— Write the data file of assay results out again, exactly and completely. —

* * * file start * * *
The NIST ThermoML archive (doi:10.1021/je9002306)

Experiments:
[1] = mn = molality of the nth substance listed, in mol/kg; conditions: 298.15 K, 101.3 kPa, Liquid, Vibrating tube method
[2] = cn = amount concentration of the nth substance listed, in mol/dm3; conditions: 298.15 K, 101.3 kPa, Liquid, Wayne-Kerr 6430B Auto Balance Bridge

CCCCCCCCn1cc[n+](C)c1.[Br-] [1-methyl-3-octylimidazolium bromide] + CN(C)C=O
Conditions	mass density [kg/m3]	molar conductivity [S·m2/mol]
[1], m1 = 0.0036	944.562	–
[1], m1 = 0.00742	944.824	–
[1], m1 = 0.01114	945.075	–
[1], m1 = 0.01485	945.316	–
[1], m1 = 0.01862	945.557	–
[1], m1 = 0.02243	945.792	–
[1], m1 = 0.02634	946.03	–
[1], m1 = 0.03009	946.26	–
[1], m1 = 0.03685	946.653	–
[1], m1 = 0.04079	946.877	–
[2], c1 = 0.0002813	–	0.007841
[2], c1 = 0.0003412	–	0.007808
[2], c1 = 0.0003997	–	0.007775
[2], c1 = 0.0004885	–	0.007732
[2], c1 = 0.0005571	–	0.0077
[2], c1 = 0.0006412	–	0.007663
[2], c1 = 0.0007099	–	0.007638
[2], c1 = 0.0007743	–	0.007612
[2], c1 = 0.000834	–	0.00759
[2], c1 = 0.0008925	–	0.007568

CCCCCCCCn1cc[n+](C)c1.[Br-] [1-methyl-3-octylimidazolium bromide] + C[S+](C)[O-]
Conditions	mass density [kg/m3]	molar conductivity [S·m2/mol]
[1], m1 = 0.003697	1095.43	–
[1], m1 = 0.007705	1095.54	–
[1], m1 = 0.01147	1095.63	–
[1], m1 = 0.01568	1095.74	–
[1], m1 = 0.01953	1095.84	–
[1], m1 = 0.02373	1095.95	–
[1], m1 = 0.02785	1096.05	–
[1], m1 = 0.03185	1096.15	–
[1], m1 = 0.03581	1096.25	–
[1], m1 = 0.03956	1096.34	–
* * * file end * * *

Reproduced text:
The NIST ThermoML archive (doi:10.1021/je9002306)

Experiments:
[1] = mn = molality of the nth substance listed, in mol/kg; conditions: 298.15 K, 101.3 kPa, Liquid, Vibrating tube method
[2] = cn = amount concentration of the nth substance listed, in mol/dm3; conditions: 298.15 K, 101.3 kPa, Liquid, Wayne-Kerr 6430B Auto Balance Bridge

CCCCCCCCn1cc[n+](C)c1.[Br-] [1-methyl-3-octylimidazolium bromide] + CN(C)C=O
Conditions	mass density [kg/m3]	molar conductivity [S·m2/mol]
[1], m1 = 0.0036	944.562	–
[1], m1 = 0.00742	944.824	–
[1], m1 = 0.01114	945.075	–
[1], m1 = 0.01485	945.316	–
[1], m1 = 0.01862	945.557	–
[1], m1 = 0.02243	945.792	–
[1], m1 = 0.02634	946.03	–
[1], m1 = 0.03009	946.26	–
[1], m1 = 0.03685	946.653	–
[1], m1 = 0.04079	946.877	–
[2], c1 = 0.0002813	–	0.007841
[2], c1 = 0.0003412	–	0.007808
[2], c1 = 0.0003997	–	0.007775
[2], c1 = 0.0004885	–	0.007732
[2], c1 = 0.0005571	–	0.0077
[2], c1 = 0.0006412	–	0.007663
[2], c1 = 0.0007099	–	0.007638
[2], c1 = 0.0007743	–	0.007612
[2], c1 = 0.000834	–	0.00759
[2], c1 = 0.0008925	–	0.007568

CCCCCCCCn1cc[n+](C)c1.[Br-] [1-methyl-3-octylimidazolium bromide] + C[S+](C)[O-]
Conditions	mass density [kg/m3]	molar conductivity [S·m2/mol]
[1], m1 = 0.003697	1095.43	–
[1], m1 = 0.007705	1095.54	–
[1], m1 = 0.01147	1095.63	–
[1], m1 = 0.01568	1095.74	–
[1], m1 = 0.01953	1095.84	–
[1], m1 = 0.02373	1095.95	–
[1], m1 = 0.02785	1096.05	–
[1], m1 = 0.03185	1096.15	–
[1], m1 = 0.03581	1096.25	–
[1], m1 = 0.03956	1096.34	–